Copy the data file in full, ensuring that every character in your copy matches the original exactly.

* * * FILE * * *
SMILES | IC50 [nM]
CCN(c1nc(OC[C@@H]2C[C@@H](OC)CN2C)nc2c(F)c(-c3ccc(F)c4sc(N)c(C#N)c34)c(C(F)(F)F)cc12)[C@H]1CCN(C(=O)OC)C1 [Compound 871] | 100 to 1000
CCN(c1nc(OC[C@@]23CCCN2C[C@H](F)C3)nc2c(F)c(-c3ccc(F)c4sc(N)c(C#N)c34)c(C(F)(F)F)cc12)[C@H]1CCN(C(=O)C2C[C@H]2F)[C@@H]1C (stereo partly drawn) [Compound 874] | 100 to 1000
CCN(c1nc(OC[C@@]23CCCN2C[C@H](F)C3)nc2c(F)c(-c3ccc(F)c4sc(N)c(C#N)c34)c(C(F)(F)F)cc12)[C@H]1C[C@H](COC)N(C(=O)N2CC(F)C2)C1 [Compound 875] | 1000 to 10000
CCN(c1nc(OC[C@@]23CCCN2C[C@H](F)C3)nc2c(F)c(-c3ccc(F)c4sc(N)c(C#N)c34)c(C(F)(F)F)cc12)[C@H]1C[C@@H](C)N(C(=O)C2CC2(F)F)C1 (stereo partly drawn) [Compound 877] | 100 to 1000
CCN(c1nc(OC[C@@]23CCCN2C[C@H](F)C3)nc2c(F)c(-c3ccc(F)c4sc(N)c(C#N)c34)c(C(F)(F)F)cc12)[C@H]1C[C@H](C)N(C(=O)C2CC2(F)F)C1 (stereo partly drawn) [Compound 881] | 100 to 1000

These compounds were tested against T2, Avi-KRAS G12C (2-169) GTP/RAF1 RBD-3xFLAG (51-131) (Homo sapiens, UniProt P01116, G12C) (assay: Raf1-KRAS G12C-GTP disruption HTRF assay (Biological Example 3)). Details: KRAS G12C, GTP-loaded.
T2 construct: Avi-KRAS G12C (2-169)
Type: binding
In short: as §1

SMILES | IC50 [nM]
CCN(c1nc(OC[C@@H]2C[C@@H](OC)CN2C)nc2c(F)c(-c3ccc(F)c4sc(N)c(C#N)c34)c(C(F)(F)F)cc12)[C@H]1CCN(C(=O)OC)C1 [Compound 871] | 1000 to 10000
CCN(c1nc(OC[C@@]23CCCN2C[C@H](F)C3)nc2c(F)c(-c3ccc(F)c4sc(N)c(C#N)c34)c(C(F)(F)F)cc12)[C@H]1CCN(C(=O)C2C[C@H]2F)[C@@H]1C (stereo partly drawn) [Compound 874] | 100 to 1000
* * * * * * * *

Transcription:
SMILES | IC50 [nM]
CCN(c1nc(OC[C@@H]2C[C@@H](OC)CN2C)nc2c(F)c(-c3ccc(F)c4sc(N)c(C#N)c34)c(C(F)(F)F)cc12)[C@H]1CCN(C(=O)OC)C1 [Compound 871] | 100 to 1000
CCN(c1nc(OC[C@@]23CCCN2C[C@H](F)C3)nc2c(F)c(-c3ccc(F)c4sc(N)c(C#N)c34)c(C(F)(F)F)cc12)[C@H]1CCN(C(=O)C2C[C@H]2F)[C@@H]1C (stereo partly drawn) [Compound 874] | 100 to 1000
CCN(c1nc(OC[C@@]23CCCN2C[C@H](F)C3)nc2c(F)c(-c3ccc(F)c4sc(N)c(C#N)c34)c(C(F)(F)F)cc12)[C@H]1C[C@H](COC)N(C(=O)N2CC(F)C2)C1 [Compound 875] | 1000 to 10000
CCN(c1nc(OC[C@@]23CCCN2C[C@H](F)C3)nc2c(F)c(-c3ccc(F)c4sc(N)c(C#N)c34)c(C(F)(F)F)cc12)[C@H]1C[C@@H](C)N(C(=O)C2CC2(F)F)C1 (stereo partly drawn) [Compound 877] | 100 to 1000
CCN(c1nc(OC[C@@]23CCCN2C[C@H](F)C3)nc2c(F)c(-c3ccc(F)c4sc(N)c(C#N)c34)c(C(F)(F)F)cc12)[C@H]1C[C@H](C)N(C(=O)C2CC2(F)F)C1 (stereo partly drawn) [Compound 881] | 100 to 1000

These compounds were tested against T2, Avi-KRAS G12C (2-169) GTP/RAF1 RBD-3xFLAG (51-131) (Homo sapiens, UniProt P01116, G12C) (assay: Raf1-KRAS G12C-GTP disruption HTRF assay (Biological Example 3)). Details: KRAS G12C, GTP-loaded.
T2 construct: Avi-KRAS G12C (2-169)
Type: binding
In short: as §1

SMILES | IC50 [nM]
CCN(c1nc(OC[C@@H]2C[C@@H](OC)CN2C)nc2c(F)c(-c3ccc(F)c4sc(N)c(C#N)c34)c(C(F)(F)F)cc12)[C@H]1CCN(C(=O)OC)C1 [Compound 871] | 1000 to 10000
CCN(c1nc(OC[C@@]23CCCN2C[C@H](F)C3)nc2c(F)c(-c3ccc(F)c4sc(N)c(C#N)c34)c(C(F)(F)F)cc12)[C@H]1CCN(C(=O)C2C[C@H]2F)[C@@H]1C (stereo partly drawn) [Compound 874] | 100 to 1000